Thursday, February 20, 2020
For my campaign, I ignore prime requisite scores and let people run fighters with 5 strength, a cleric with 6 wisdom and so on. I don't require it, I merely allow it for the sake of speed and fun. With my group, I have always received reciprocity from the DM where they allowed me to play such flawed characters, even if they allow for some other method of ability generation that would prevent it. It's just the way we operate.
Since I do this as a normal operating condition, I tend to see characters as problem solvers. Weak fighters develop a means to fight other than brute force. Wizards make up for a lack of spells with magic items, and so on. That's cool.
Except for Charisma. I have this mental image of a high charisma character as stylish and charming. A low charisma character, in my mind, is operating off of what they have in other stats. A low charisma doesn't force foolishness or rudeness which are the purview of intelligence and wisdom, it's merely a lack of polish. Low charisma characters are more likely to use chutzpah over an excellently described plan. They just go for it and have very little understanding as to why this shocks others.
One of these days, I'm going to pull a prank on my players. I will write down the character's stats and then pick on the guy or gal with the lowest Charisma. It will probably come up in a high pressure situation. I will ask that person to roll the dice and no matter the outcome, I will hand them a note and ask them to read it.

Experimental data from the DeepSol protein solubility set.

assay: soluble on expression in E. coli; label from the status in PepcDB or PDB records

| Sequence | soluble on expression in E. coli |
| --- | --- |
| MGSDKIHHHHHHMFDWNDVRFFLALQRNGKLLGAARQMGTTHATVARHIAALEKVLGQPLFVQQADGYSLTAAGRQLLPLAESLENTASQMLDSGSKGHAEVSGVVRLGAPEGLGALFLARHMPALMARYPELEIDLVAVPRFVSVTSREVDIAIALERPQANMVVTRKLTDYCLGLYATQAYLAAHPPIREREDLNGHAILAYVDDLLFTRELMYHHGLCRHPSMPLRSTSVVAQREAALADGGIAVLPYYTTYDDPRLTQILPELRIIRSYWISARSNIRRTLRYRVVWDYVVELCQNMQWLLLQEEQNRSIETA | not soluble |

It will go something like this:
Mr/Ms. Charisma: Ok, the dragon is probably a sleep, so we'll kick in the door and kill it with arrows.
Me as DM: Good. You have surprise. Make your attack rolls.
Other players: Wait! What?
Mr/Ms. Charisma: The dragon probably thought of this and hired some orcs to guard the lair. And an ogre.
Me as DM: You're right! There are actually 12 orcs and 3 ogres rushing into the room.
The other players argue while being forced to roll attack dice. For some strange reason, they always have initiative and do lots of damage from covered locations. Everything seems to be slanted to the player's benefit.
Me as DM: You have defeated the orcs and orgres, here is your experience points.
Mr/Ms. Charisma, still reading from the note: Oh, but the dragon fled to the next room. I bet he is casting a spell to turn into a giant snake!
Other players: Why the hell would a dragon turn into a giant snake?
Me as DM: You hear the swoosh of scales on rock and a titanic hissing noise. Roll for surprise!
Mr/Ms. Charisma: Oh, this doesn't look good.
Me as DM: Right! The snake swallows the paladin whole!
Paladin's player: I don't want to be eaten by a snake!
Mr/Ms. Charisma: Oh, yeah. That's bad. We can't do that...
Me as DM: Ok, everyone argues against kicking in the dragon's door. So, what is the plan?
That is pretty much how someone with low charisma operates.
I wonder how long it would take my players to figure out I actually handed out experience and didn't ask them to delete it. I think I have 7 charisma myself, so group dynamic analysis is not my strong suit. But I think they'd try to keep the points and I would let them.